Environmental Engineering Reference
In-Depth Information
concentrated sunlight heats the air in a volumetric pressure receiver at about 15 bars
to temperatures up to 1100°C. A transparent quartz-glass dome separates the
absorber from the environment. The hot air then drives a gas turbine. The waste
heat of the turbine then fi nally drives the downstream steam turbine process. The
fi rst prototype has shown that this technology functions successfully.
With the combined gas and steam turbine process the effi ciency of the conversion
from heat to electric energy can be increased from about 35% to more than 50%
with a pure steam turbine process. As a result, total effi ciencies of more than 20%
are possible with this type of conversion of solar radiation into electricity. These
prospects justify the additional complexity and cost of receiver technology.
In contrast to parabolic trough power plants, there has not been much experience
with commercial plants in the solar tower plant area. Research facilities that are
optimizing system components and testing new components currently exist in
Almería (Spain) (see Figure 7.9), Daggett (USA) and Rehovot (Israel).
Figure 7.9 Research site for a solar tower power plant at Plataforma Solar de Almería
(Spain).
The fi rst commercial solar tower power plant to be put into operation was the
11-megawatt PS10 tower plant near Seville in Spain in 2006. However, instead of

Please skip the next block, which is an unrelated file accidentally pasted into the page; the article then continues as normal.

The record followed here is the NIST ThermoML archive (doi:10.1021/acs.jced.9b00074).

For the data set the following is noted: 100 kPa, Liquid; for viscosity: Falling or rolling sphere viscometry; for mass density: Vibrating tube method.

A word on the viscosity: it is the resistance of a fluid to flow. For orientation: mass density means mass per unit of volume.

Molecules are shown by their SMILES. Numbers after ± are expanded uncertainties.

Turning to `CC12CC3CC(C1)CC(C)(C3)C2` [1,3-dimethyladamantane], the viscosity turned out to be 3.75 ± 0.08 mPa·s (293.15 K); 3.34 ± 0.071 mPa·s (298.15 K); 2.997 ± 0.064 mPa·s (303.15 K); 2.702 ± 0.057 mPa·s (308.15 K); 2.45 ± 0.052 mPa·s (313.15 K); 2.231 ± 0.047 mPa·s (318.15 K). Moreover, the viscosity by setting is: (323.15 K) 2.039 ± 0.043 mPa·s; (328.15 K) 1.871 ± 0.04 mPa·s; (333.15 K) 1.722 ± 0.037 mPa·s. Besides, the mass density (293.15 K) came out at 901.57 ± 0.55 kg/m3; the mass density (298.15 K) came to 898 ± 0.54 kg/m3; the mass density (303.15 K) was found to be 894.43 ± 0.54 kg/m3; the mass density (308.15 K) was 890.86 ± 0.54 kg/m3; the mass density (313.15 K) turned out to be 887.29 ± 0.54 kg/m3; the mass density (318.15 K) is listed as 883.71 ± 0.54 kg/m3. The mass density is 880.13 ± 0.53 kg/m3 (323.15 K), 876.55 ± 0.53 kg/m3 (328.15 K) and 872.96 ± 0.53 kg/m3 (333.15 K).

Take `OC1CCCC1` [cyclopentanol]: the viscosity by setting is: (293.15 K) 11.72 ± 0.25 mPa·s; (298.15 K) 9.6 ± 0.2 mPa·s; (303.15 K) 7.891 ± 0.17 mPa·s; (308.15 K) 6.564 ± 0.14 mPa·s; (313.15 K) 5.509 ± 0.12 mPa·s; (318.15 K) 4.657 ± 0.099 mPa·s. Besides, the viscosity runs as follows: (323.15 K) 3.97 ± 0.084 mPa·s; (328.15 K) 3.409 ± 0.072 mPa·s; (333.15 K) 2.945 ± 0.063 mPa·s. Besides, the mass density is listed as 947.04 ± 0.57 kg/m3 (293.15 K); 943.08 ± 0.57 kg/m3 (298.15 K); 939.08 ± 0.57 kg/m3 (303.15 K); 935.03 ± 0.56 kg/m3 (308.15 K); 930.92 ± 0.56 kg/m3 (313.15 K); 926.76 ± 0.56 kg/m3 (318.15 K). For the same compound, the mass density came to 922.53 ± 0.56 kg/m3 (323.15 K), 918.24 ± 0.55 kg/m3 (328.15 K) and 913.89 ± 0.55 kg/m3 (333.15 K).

heating up air, the receiver of this plant vaporizes water. Due to the low temperatures
the effi ciency of this power plant is still relatively low. In 2006 construction started
on the 20-megawatt PS20 tower plant, also near Seville, and other solar tower plants
are planned there.
Before it can be launched successfully in the market, the open air receiver technol-
ogy developed in Germany fi rst has to prove its suitability for practical use. This is
currently being tested at a newly built solar tower plant in Jülich, Germany. With
1.5 megawatts of power this demonstration plant is considerably smaller than the
commercial Spanish plants. The target in this effort is not the German power plant
market but to promote the export of German technology to the sunny countries of
the world.
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